Sites of Forts Clinton and Montgomery.—Lake Sinnipink.—Beverly Garrison.

163shower of grape-shot from her tongue-battery, compelled to content myself with a pen and ink sketch of the hornet instead of the one I had asked for.


We descended the hills, and proceeded to the site of Fort Montgomery, a rough promontory on the north side of Peploap's, or Poplopen's, Kill. * It terminates in a steep cliff at the mouth of the stream, and was an admirable situation for a strong fortress to command the river. Almost the entire line of the fortifications may be traced upon the brow of the cliff, which is rocky, and bare of every thing but stinted grass and dwarf cedars. More than half way down to the water's edge are the remains of the two-gun-battery which was placed there to cover the chain and chevaux de frise which were stretched across the river from the upper side of Poplopen's Kill to Anthony's Nose.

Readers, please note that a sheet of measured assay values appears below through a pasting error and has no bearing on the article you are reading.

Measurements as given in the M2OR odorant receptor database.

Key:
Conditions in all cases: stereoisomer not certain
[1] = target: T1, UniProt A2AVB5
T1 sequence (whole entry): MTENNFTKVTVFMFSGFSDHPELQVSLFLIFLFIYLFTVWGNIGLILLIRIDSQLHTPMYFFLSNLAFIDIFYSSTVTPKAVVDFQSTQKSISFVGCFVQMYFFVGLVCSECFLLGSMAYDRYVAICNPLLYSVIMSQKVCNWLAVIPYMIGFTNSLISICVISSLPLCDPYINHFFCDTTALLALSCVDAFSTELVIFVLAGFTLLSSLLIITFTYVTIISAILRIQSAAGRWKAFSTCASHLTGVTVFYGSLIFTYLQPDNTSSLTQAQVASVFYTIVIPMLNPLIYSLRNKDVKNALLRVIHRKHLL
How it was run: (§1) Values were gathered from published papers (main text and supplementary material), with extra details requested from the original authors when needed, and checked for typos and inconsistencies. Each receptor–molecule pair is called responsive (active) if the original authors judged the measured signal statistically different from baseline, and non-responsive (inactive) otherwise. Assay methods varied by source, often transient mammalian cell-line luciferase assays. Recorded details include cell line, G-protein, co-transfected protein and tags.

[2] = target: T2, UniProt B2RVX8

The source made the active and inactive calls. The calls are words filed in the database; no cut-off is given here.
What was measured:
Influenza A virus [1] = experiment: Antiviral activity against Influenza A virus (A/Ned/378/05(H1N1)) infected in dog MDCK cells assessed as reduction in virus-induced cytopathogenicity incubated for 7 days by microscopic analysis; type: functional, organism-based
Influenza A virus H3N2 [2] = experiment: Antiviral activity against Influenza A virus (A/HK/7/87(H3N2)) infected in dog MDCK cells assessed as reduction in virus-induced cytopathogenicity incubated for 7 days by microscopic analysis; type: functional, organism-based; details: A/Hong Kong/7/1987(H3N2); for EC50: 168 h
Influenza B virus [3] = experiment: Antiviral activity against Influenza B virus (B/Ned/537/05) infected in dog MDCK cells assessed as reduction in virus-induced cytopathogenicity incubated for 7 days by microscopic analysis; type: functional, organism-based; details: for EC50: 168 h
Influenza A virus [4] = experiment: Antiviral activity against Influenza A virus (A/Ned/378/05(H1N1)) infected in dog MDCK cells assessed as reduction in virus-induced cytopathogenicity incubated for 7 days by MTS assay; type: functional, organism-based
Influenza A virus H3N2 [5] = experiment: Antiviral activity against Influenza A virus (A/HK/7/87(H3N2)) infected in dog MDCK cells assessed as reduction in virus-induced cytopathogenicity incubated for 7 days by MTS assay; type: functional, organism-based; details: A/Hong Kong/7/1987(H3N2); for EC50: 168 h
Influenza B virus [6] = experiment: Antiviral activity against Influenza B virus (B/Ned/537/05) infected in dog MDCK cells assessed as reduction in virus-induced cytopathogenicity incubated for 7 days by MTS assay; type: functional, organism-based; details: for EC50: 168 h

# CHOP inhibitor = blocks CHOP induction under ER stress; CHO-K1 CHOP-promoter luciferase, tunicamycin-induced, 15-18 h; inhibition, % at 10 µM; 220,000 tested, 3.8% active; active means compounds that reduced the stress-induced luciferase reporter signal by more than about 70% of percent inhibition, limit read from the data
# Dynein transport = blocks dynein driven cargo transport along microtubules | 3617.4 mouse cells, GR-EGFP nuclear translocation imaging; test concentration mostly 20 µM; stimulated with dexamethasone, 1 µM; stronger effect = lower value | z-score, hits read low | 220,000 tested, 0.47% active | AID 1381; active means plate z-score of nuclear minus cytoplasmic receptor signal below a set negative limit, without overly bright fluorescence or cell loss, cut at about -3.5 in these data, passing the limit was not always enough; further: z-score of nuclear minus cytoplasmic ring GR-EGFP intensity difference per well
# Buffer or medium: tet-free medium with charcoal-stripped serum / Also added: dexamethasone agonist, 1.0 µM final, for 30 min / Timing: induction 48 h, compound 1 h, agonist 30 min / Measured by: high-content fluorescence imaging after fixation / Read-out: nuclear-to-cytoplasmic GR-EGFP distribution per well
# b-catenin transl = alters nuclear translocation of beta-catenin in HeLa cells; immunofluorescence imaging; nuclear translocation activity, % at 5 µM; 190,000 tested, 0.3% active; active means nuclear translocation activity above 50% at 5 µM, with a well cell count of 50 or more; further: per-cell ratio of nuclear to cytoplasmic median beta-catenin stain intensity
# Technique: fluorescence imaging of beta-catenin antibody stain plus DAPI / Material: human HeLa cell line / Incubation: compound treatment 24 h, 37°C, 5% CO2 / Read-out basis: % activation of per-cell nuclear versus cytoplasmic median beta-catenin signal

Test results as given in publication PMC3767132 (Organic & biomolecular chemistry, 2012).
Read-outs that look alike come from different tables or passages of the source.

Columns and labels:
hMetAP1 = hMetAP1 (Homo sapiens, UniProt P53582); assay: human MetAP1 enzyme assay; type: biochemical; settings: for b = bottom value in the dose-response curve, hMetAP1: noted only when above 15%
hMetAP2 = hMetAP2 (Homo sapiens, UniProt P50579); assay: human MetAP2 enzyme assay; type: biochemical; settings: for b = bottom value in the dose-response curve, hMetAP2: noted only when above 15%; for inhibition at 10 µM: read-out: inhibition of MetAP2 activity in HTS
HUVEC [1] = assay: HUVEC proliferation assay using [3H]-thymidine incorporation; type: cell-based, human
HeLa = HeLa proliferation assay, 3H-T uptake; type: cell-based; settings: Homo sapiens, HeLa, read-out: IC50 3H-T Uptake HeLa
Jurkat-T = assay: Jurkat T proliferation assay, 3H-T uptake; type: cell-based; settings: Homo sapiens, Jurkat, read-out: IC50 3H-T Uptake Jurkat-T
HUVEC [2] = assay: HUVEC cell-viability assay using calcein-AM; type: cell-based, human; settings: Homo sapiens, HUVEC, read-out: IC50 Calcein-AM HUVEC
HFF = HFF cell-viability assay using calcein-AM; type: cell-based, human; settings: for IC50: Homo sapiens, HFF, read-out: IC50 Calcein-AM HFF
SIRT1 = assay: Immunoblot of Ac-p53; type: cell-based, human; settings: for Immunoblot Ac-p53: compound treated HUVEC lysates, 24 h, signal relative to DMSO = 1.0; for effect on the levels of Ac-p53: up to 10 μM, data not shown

We crossed to the southern side of the stream, and clambered up a winding and romantic pathway among cedars, chestnuts, and sassafras, to the high table land whereon stood Fort Clinton, within rifle shot of Fort Montgomery. A fine mansion, belonging to Mrs. Pell, with cultivated grounds around it, occupy the area within the ravelins of the old fort. The banks of the fortress have been leveled, its fossé filled up, and not a vestige of it remains. About a quarter of a mile west of Mrs. Pell's is Lake Sinnipink, a small sheet of crystal water, surrounded by the primitive forest, and as wild in its accompaniments as when the Indian cast his bait in its deep waters.


From its western rim rises the highest peak of Bear Mountain to an altitude of more than a thousand feet. The lake itself is one hundred and twenty-three feet above the river.

Near the north end of Lake Sinnipink, on the river slope of the hills, stands the cottage of the aged Beverly Garrison, a hale old man of eighty-seven years. He was a stout lad of fourteen when the forts were taken. His father, who worked a great deal for Beverly Robinson, and admired him, named this boy in honor of that gentleman. When the British approached the